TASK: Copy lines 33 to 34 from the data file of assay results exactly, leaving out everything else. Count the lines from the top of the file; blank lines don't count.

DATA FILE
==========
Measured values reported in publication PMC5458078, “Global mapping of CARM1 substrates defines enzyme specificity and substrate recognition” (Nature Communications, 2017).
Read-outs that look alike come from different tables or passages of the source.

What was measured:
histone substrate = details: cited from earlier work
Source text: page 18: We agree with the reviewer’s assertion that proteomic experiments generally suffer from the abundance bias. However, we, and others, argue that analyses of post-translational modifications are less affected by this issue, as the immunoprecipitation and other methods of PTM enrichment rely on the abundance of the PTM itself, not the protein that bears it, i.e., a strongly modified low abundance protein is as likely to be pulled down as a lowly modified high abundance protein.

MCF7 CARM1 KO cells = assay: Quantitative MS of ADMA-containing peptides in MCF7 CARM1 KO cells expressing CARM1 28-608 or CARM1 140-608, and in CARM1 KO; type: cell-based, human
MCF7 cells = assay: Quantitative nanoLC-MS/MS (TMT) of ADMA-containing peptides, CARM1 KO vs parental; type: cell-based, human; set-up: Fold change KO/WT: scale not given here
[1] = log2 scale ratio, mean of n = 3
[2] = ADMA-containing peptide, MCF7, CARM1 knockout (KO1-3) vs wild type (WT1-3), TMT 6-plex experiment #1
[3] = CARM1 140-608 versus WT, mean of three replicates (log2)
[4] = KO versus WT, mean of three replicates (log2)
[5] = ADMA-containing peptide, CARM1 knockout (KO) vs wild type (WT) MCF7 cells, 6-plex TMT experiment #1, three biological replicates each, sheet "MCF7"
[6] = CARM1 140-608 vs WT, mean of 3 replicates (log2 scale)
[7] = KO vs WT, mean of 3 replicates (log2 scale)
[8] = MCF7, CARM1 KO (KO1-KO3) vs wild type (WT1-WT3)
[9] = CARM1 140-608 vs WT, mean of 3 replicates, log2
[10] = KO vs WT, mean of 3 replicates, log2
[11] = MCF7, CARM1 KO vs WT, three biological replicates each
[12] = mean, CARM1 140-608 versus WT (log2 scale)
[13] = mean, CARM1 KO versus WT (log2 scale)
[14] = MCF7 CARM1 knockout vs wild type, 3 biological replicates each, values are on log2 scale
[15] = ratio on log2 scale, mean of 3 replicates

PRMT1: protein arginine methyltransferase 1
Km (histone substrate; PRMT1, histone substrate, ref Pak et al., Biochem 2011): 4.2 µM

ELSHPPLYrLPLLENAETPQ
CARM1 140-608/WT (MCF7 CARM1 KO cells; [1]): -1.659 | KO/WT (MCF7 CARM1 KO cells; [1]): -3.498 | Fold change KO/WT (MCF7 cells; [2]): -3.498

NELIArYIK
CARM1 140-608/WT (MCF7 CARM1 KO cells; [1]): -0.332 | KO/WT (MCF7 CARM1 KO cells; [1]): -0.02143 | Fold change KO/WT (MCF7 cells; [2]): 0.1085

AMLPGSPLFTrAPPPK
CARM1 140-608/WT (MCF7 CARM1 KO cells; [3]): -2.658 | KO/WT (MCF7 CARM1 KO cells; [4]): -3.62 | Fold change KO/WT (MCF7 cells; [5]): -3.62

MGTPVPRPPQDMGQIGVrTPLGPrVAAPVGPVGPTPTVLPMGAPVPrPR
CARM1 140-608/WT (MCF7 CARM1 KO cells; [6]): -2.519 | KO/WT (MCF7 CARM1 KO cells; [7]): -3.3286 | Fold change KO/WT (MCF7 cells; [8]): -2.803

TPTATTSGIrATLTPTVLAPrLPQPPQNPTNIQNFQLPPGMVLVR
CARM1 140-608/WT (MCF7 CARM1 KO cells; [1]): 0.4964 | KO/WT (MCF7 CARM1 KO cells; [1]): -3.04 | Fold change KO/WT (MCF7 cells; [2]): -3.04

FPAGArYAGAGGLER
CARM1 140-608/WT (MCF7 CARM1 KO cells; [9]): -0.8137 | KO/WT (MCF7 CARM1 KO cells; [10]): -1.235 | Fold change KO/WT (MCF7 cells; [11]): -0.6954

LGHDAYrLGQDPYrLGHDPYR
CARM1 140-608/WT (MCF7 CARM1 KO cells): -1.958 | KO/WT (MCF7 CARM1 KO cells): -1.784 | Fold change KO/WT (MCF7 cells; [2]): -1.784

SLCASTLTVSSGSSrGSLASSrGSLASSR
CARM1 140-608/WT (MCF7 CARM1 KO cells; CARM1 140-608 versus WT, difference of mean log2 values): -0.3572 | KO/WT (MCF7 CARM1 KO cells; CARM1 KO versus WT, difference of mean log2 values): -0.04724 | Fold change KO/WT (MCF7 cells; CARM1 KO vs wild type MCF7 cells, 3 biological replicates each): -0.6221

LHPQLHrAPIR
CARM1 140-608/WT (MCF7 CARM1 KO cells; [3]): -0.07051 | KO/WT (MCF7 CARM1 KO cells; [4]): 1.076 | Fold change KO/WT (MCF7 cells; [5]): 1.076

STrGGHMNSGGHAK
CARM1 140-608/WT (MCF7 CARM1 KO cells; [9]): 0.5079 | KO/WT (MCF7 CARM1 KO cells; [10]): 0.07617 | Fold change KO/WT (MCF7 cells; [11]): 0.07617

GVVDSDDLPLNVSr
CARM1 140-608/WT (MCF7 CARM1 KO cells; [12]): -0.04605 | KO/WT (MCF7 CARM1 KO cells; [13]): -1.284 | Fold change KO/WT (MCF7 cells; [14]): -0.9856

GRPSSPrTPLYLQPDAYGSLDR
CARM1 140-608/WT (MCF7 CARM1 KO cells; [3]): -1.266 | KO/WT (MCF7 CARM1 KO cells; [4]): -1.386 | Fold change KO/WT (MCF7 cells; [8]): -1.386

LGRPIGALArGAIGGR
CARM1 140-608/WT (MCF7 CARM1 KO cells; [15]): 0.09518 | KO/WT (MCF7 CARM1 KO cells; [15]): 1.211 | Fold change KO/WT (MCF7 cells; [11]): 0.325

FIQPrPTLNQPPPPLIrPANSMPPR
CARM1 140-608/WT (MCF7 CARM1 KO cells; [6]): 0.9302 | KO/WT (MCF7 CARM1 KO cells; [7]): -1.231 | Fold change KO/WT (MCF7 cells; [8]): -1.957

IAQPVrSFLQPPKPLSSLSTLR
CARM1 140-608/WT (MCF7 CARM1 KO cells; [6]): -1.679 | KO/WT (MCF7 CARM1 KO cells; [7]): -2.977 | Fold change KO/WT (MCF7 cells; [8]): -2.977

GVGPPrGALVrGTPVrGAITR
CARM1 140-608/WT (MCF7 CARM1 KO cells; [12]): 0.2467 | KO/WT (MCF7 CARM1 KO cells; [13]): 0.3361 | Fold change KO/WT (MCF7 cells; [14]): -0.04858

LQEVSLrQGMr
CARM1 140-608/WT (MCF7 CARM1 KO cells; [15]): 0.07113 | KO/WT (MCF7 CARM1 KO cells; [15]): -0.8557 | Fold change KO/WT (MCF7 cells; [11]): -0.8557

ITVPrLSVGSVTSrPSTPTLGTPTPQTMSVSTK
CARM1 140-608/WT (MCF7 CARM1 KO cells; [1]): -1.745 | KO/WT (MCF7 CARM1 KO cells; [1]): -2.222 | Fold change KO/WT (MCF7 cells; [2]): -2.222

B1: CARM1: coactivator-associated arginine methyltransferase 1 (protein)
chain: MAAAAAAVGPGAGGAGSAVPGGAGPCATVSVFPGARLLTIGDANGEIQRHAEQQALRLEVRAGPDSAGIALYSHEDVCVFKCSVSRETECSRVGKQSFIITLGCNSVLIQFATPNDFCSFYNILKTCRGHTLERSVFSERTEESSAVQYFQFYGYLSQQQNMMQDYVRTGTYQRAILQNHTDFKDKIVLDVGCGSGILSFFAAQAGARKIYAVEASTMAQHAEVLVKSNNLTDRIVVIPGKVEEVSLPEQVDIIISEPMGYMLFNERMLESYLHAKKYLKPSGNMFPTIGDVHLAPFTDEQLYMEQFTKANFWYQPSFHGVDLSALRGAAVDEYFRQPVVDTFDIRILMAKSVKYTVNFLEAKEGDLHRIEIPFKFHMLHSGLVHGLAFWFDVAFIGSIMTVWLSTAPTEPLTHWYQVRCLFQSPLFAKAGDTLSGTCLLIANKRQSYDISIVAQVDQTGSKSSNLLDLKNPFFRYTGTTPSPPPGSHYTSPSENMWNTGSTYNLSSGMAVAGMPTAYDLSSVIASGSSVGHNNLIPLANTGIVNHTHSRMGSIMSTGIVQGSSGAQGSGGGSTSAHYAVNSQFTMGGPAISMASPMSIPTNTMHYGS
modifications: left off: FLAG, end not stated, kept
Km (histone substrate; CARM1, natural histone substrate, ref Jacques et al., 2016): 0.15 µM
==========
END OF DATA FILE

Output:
TPTATTSGIrATLTPTVLAPrLPQPPQNPTNIQNFQLPPGMVLVR
CARM1 140-608/WT (MCF7 CARM1 KO cells; [1]): 0.4964 | KO/WT (MCF7 CARM1 KO cells; [1]): -3.04 | Fold change KO/WT (MCF7 cells; [2]): -3.04